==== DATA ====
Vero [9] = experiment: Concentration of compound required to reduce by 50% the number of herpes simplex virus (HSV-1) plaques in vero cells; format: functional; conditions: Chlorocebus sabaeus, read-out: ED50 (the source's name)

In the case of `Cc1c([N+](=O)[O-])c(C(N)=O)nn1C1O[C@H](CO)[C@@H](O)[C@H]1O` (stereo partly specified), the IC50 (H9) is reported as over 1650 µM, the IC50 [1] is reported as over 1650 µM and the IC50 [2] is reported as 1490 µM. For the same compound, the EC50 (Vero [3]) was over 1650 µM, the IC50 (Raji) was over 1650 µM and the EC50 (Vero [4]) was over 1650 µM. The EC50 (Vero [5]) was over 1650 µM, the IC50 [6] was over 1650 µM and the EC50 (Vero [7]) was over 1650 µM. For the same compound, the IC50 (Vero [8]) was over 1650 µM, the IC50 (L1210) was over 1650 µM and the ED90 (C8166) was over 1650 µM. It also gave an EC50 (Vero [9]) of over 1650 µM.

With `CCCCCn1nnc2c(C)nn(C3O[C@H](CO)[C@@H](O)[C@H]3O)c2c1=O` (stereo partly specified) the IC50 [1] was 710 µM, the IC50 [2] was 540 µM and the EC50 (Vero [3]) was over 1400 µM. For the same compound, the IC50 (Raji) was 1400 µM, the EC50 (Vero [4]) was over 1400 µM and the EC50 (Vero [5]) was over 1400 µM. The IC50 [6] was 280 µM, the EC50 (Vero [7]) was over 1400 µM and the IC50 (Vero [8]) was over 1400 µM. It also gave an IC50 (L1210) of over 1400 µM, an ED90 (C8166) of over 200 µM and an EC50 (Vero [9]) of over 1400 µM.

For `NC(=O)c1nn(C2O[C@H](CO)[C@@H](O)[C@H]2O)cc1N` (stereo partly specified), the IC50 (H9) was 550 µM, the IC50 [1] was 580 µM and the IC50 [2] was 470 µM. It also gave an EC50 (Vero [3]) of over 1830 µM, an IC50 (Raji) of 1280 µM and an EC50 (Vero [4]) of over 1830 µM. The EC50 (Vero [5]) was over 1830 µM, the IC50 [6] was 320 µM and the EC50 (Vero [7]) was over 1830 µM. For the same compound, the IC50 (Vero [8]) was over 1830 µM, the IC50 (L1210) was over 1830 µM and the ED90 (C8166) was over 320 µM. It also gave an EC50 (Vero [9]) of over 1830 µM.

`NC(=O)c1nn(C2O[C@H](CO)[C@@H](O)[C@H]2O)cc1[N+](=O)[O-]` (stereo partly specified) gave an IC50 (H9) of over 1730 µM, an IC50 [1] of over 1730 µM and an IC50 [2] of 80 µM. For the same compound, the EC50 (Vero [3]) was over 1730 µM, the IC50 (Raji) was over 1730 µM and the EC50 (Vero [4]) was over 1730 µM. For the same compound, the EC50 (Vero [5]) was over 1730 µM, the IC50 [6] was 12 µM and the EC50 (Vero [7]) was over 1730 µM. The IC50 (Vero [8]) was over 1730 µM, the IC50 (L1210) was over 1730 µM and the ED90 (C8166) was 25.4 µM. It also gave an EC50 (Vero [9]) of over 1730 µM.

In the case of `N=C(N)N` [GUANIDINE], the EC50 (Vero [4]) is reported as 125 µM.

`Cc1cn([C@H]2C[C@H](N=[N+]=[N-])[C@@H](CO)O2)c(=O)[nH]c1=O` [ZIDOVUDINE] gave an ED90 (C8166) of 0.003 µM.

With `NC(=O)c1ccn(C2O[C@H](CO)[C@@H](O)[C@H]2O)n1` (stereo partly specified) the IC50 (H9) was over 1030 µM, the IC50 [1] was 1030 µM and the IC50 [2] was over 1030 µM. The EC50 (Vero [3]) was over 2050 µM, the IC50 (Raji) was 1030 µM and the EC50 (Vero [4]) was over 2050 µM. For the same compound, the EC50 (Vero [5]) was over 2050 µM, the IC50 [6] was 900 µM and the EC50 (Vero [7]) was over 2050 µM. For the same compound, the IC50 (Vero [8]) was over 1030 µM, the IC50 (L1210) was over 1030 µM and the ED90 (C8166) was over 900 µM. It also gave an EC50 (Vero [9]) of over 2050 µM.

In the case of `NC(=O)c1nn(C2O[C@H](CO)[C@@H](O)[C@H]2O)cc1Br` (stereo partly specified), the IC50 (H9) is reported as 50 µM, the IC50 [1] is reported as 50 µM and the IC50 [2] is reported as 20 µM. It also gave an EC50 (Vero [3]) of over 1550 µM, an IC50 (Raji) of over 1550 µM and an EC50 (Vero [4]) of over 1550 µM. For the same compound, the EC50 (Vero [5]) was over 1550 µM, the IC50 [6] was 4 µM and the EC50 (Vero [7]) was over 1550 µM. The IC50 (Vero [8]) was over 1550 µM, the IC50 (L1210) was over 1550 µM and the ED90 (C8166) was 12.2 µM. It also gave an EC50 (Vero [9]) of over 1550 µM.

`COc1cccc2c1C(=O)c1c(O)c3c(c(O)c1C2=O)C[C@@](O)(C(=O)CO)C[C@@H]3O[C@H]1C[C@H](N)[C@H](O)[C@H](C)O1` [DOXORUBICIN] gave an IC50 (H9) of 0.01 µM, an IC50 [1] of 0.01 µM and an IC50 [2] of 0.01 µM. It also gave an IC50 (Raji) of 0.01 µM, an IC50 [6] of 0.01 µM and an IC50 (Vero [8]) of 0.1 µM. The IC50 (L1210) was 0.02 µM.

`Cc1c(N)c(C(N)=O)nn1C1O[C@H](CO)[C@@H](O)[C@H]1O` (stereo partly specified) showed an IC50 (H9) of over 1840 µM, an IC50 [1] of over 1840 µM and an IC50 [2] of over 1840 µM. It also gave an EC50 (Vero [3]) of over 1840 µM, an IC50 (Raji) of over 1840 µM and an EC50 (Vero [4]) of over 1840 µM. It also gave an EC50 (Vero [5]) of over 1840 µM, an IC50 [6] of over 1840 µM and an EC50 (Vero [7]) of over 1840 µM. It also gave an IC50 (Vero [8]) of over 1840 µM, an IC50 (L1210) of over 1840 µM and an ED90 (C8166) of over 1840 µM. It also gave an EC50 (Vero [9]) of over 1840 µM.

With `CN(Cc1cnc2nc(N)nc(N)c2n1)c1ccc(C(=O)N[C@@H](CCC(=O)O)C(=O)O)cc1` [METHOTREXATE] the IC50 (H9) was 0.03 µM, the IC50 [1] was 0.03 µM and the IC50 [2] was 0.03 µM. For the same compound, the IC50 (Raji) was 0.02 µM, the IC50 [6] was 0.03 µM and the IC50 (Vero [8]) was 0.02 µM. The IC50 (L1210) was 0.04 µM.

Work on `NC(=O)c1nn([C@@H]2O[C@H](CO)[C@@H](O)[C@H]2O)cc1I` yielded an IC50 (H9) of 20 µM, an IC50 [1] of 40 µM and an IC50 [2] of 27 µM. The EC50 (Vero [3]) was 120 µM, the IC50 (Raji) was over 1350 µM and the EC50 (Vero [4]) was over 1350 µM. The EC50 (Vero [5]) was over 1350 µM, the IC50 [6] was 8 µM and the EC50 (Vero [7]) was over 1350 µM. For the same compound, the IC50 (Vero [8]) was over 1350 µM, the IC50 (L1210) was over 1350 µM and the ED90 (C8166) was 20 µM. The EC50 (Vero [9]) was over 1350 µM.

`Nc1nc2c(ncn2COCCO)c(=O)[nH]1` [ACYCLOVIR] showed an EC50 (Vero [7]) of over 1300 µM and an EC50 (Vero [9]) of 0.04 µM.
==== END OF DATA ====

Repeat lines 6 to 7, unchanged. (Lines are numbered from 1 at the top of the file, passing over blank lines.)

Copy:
In the case of `N=C(N)N` [GUANIDINE], the EC50 (Vero [4]) is reported as 125 µM.

`Cc1cn([C@H]2C[C@H](N=[N+]=[N-])[C@@H](CO)O2)c(=O)[nH]c1=O` [ZIDOVUDINE] gave an ED90 (C8166) of 0.003 µM.